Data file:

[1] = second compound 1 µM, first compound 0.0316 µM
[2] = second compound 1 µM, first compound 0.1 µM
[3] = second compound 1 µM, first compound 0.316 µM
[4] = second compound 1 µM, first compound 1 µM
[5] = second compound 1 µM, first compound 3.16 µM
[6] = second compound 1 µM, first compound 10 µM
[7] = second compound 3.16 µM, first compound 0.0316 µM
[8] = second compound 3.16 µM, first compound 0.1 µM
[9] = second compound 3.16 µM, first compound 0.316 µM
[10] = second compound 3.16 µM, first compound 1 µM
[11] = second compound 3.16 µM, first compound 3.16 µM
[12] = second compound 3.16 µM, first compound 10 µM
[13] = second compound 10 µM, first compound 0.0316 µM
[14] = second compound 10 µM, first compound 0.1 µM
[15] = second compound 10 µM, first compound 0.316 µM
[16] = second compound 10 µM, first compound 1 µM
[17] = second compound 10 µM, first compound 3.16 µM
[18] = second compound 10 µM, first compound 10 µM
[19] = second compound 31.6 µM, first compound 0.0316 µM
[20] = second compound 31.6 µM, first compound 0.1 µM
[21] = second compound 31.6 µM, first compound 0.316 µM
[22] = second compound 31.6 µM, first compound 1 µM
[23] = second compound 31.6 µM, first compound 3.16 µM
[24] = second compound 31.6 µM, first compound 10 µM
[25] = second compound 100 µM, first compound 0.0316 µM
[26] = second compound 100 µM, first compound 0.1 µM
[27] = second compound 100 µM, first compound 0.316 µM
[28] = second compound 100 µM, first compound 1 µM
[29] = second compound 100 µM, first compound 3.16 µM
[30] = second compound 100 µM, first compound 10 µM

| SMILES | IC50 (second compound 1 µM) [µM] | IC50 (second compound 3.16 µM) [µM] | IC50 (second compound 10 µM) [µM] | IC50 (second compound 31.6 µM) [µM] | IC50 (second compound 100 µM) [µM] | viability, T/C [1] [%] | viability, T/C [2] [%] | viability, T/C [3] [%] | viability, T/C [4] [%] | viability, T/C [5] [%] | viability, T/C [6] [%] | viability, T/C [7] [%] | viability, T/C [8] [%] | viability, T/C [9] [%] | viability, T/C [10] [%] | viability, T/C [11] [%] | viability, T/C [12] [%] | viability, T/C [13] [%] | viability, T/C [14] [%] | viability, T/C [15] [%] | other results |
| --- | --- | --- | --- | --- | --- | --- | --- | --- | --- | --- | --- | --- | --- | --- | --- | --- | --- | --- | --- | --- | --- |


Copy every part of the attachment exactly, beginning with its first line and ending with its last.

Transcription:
[1] = second compound 1 µM, first compound 0.0316 µM
[2] = second compound 1 µM, first compound 0.1 µM
[3] = second compound 1 µM, first compound 0.316 µM
[4] = second compound 1 µM, first compound 1 µM
[5] = second compound 1 µM, first compound 3.16 µM
[6] = second compound 1 µM, first compound 10 µM
[7] = second compound 3.16 µM, first compound 0.0316 µM
[8] = second compound 3.16 µM, first compound 0.1 µM
[9] = second compound 3.16 µM, first compound 0.316 µM
[10] = second compound 3.16 µM, first compound 1 µM
[11] = second compound 3.16 µM, first compound 3.16 µM
[12] = second compound 3.16 µM, first compound 10 µM
[13] = second compound 10 µM, first compound 0.0316 µM
[14] = second compound 10 µM, first compound 0.1 µM
[15] = second compound 10 µM, first compound 0.316 µM
[16] = second compound 10 µM, first compound 1 µM
[17] = second compound 10 µM, first compound 3.16 µM
[18] = second compound 10 µM, first compound 10 µM
[19] = second compound 31.6 µM, first compound 0.0316 µM
[20] = second compound 31.6 µM, first compound 0.1 µM
[21] = second compound 31.6 µM, first compound 0.316 µM
[22] = second compound 31.6 µM, first compound 1 µM
[23] = second compound 31.6 µM, first compound 3.16 µM
[24] = second compound 31.6 µM, first compound 10 µM
[25] = second compound 100 µM, first compound 0.0316 µM
[26] = second compound 100 µM, first compound 0.1 µM
[27] = second compound 100 µM, first compound 0.316 µM
[28] = second compound 100 µM, first compound 1 µM
[29] = second compound 100 µM, first compound 3.16 µM
[30] = second compound 100 µM, first compound 10 µM

| SMILES | IC50 (second compound 1 µM) [µM] | IC50 (second compound 3.16 µM) [µM] | IC50 (second compound 10 µM) [µM] | IC50 (second compound 31.6 µM) [µM] | IC50 (second compound 100 µM) [µM] | viability, T/C [1] [%] | viability, T/C [2] [%] | viability, T/C [3] [%] | viability, T/C [4] [%] | viability, T/C [5] [%] | viability, T/C [6] [%] | viability, T/C [7] [%] | viability, T/C [8] [%] | viability, T/C [9] [%] | viability, T/C [10] [%] | viability, T/C [11] [%] | viability, T/C [12] [%] | viability, T/C [13] [%] | viability, T/C [14] [%] | viability, T/C [15] [%] | other results |
| --- | --- | --- | --- | --- | --- | --- | --- | --- | --- | --- | --- | --- | --- | --- | --- | --- | --- | --- | --- | --- | --- |